He had no idea he’d actually be selected for the team.
“When I made the decision to send in an audition video, I explained to every person I told that it was a complete long shot,” Romero recently told Outsports. “I was using it to get more audition experience under my belt.
“Never in a million years did I think this would happen. If you told me this two years ago, I would have said you’d be lying.”
Still, here he is, after coaching cheer and dance on the high school level and training at a dance studio, a cheerleader in the NFL — the first and still only male cheerleader on the 49ers’ cheer squad, called Gold Rush.
The experience has been an important continuation of Romero’s personal journey in the sport, which he says is essential to his self-expression as a person and as a gay man.
“Dance has always been my liberation, my happy place,” he said.
Having found his calling at the Sac Dance Lab in Sacramento, Romero was looking for the next extension of his dance career. He had previously coached a high school dance and cheer team with a gay dancer, whose story Outsports will post next week in honor of National Coming Out Day.
Those experiences took him to auditioning for a then all-female 49ers cheer team. He thought he had no chance.
Yet here he is, now a part of a fast-growing fraternity of male NFL cheerleaders.
Currently, the New Orleans Saints have over a dozen male cheerleaders, the Tennessee Titans have seven, as do the Los Angeles Rams, and other men officially cheer for the New England Patriots, Carolina Panthers, Atlanta Falcons and others.
A decade ago, there wasn’t a single male cheerleader in the NFL, until Napoleon Jinnies and Quinton Peron broke the mold with the Rams.
“It’s why we’re a part of the small community of male NFL cheerleaders,” Romero said. “This is the end goal for a lot of people, being able to be in a community with other male cheerleaders. Now I have friends across the league.”
While there has been an explosion of publicly out gay male cheerleaders in the NFL, the number of out players and coaches has lagged. Only player Carl Nassib and coach Kevin Maxen have come out publicly as gay men on the football side of the NFL.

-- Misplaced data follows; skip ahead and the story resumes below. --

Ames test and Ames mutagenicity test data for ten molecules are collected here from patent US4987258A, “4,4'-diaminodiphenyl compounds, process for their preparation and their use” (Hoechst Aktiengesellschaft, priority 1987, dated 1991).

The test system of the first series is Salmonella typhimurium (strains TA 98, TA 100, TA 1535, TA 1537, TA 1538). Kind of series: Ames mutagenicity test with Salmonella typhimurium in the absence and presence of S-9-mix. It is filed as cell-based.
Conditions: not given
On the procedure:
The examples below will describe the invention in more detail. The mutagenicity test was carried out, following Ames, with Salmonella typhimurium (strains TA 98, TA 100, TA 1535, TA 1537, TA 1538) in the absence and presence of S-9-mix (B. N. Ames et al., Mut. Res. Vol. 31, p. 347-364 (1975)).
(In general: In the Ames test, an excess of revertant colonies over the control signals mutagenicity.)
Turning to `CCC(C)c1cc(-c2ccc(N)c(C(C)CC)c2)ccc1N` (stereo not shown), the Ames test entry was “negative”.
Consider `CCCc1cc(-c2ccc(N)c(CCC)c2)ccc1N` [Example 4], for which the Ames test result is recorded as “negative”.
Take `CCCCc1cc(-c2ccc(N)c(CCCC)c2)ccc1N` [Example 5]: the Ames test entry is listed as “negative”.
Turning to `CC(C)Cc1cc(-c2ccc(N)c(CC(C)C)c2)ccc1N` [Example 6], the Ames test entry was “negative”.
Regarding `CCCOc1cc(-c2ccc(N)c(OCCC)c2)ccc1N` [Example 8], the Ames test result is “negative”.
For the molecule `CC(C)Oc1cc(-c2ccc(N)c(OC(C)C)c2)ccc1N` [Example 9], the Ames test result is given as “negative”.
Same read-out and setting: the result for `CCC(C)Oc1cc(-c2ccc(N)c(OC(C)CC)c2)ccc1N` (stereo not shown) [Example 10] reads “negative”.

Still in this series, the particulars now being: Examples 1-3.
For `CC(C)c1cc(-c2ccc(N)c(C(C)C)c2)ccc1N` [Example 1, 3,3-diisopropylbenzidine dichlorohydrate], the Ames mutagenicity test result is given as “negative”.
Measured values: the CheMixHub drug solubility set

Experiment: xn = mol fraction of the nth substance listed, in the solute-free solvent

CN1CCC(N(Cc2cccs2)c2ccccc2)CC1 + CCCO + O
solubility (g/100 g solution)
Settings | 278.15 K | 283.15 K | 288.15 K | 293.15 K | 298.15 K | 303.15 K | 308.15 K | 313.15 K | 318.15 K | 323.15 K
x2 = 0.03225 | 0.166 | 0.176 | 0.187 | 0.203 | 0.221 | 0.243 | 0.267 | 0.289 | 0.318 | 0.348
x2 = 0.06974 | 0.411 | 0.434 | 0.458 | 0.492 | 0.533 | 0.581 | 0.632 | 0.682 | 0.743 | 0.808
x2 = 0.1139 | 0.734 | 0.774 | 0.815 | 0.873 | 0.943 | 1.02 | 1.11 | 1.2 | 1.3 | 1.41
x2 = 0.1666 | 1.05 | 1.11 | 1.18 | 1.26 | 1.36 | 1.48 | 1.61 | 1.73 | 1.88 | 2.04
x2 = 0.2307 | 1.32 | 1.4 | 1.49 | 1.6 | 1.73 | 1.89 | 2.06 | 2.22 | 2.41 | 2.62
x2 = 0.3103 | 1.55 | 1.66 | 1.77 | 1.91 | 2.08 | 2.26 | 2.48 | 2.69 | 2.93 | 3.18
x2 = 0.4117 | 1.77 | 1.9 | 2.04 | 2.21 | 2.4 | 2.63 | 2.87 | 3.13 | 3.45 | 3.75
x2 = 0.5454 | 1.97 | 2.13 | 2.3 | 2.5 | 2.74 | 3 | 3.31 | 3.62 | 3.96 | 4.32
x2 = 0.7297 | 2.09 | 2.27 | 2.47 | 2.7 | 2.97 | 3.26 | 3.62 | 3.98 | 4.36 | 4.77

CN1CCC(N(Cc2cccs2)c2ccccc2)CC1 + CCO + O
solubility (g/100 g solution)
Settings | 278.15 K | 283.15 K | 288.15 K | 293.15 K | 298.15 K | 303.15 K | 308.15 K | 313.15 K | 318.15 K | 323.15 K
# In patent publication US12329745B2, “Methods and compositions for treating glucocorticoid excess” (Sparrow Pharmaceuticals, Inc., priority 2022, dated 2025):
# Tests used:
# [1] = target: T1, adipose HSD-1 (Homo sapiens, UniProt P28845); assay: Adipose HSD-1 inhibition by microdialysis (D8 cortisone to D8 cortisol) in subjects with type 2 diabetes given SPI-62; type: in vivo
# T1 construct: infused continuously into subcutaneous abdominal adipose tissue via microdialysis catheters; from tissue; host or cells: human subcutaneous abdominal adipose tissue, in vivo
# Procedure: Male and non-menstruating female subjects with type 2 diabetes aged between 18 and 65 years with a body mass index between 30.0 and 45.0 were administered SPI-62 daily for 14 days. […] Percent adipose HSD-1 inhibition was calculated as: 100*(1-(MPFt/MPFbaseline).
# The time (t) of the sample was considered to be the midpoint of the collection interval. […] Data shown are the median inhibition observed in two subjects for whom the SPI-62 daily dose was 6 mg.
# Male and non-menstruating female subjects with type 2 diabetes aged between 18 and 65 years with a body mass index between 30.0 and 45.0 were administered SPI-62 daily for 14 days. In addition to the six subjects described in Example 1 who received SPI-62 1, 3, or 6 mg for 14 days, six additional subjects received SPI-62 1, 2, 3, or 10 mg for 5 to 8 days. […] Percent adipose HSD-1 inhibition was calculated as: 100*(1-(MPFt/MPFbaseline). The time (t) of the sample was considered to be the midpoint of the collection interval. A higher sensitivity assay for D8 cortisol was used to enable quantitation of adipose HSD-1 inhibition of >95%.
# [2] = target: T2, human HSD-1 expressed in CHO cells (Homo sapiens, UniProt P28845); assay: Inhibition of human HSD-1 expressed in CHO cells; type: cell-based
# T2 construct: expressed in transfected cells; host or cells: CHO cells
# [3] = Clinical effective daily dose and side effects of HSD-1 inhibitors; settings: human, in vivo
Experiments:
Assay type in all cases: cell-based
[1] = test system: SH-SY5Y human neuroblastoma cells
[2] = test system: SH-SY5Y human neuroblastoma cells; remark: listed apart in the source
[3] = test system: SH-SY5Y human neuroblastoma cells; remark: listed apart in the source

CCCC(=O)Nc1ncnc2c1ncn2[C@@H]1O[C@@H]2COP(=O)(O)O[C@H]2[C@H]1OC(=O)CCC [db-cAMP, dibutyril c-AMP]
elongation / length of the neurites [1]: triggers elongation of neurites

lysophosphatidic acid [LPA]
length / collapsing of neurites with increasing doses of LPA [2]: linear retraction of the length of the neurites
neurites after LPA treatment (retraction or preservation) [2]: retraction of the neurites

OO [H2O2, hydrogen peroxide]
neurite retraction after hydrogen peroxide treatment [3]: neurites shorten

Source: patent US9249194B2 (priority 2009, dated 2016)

“The 49ers as an organization has treated me with unconditional love. As a male on a primarily female team, I was nervous. But the staff, the fans, my coaches, my teammates, I’ve felt nothing but support.”
The one thing Romero wishes the public knew about professional cheerleaders? The level of athleticism involved in perfecting their sport.
“One thing I wish people knew is the extent to which each individual who partakes in cheer is absolutely an athlete. The time, the passion, the competition, cheer is definitely identifiable as a sport.”
The sports training includes practices, weight training and cardio on a daily basis. And now that they’re in the middle of the season, weekly games are added on top of that.
“We’re all empowered to keep up with how we eat and exercise 40 minutes a day. We need to be able to do everything we need to do on a game day.”
Those game days involve eight to 10 hours of being “on,” performing for fans whether it be at meet-and-greets, fans entering the stadium or during the game, including halftime shows.
Yet Romero’s favorite part of game days is two minutes of utter silence.
“My favorite part of game day is the National Anthem. We’re all in the end zone and it’s a sea of people, 70,000 people in the stadium. And the stadium goes completely silent. I get chills just talking about it. You get to take it all in and reflect that this is what I’m doing right now.”
You can follow Jonathan Romero on Instagram.